This outstanding monument of Russian architecture would have been just a memory had it not been for Pyotr Baranovsky, an architect and restoration artist in great esteem among his colleagues who stint no praise and superlatives like a "keeper of history", a "legend", or a

 

* He worked in Russia in the late fourteen-hundreds and early fifteen-hundreds. In 1494 to 1519 he built the walls, towers and ramparts of the Moscow Kremlin as well as the Grand Kremlin Palace (the older one). See also: T. Geidor, "Masterpieces That Endure", Science in Russia, No. 1, 2009.-Ed.

 

** See: A. Sotin, "The Old English Court, Its Inmates", Science in Russia, No. 4, 2010-Ed.

 
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"20th-century Avvakum" (high priest of the restive Old Believers in the 17th century). Our capital owes a great deal to this man, for one, restoration of the original look of the Church of the Protecting Veil of the Holy Virgin on the Moat, known also as St. Basil's Church (erected on Red Square in 1555 to 1561)*; of Krutitsi Podvorye (built in the 17th century), St. Andronicus Monastery (put up in the 16th to 18th centuries)... Friazin contributed greatly to the Russian national heritage in other towns as well.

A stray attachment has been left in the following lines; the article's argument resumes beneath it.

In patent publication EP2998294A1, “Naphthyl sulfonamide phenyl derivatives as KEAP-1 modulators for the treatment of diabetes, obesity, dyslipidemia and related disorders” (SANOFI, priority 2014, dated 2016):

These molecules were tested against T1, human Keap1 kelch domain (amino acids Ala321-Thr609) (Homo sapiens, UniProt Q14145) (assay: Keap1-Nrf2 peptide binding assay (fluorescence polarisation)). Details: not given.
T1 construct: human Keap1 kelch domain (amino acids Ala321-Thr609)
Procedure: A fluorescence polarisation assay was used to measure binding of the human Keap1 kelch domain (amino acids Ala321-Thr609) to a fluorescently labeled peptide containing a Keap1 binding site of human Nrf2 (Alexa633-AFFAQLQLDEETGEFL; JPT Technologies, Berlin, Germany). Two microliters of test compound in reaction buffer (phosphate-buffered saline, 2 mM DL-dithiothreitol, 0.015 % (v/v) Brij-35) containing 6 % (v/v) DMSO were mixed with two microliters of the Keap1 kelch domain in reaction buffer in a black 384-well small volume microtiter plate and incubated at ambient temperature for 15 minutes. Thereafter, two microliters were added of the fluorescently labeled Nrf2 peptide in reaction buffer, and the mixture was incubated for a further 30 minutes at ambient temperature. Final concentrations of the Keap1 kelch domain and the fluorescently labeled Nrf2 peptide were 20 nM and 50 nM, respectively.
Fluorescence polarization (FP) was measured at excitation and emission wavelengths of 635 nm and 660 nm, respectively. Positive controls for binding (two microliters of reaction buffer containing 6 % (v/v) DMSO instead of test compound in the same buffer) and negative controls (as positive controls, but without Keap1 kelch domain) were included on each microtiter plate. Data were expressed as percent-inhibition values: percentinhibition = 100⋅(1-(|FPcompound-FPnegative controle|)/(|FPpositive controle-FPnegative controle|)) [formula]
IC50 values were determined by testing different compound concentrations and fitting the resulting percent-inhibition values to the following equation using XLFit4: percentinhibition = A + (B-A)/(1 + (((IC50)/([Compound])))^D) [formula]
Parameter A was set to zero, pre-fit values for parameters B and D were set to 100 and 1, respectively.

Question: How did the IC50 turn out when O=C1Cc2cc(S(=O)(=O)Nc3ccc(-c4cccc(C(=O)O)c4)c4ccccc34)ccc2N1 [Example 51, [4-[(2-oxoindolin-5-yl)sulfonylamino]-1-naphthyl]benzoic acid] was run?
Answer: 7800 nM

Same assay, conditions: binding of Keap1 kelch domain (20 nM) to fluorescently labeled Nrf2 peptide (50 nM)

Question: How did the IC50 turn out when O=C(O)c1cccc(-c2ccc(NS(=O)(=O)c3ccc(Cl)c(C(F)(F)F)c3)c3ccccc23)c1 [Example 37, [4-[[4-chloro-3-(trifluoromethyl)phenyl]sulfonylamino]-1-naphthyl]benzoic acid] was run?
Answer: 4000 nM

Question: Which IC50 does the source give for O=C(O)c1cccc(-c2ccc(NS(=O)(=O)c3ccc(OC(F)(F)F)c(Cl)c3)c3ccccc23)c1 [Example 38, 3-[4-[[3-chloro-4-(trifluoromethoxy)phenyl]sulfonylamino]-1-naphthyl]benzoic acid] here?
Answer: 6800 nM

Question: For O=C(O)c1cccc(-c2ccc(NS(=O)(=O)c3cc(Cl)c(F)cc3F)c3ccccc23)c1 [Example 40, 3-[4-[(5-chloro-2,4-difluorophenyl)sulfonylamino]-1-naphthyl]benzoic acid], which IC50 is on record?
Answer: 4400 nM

Undertaking on-site diggings in the mid-1960s, Ba-ranovsky recovered what remained of the English colony in Moscow buried under thick overlayers of deposits. He

 

See: K. Averyanov, "The Main Moscow Cathedral", Science in Russia, No. 4, 2011.-Ed.

 

did his utmost to keep the artifacts intact. It cost him great effort to begin restoration works (1968-1972). But Baranovsky did succeed in his undertaking. Today crossing the threshold of the manor with its vaulted ceiling, steep and narrow stairways and low door jambs, we kind of land in 16th-century Moscow.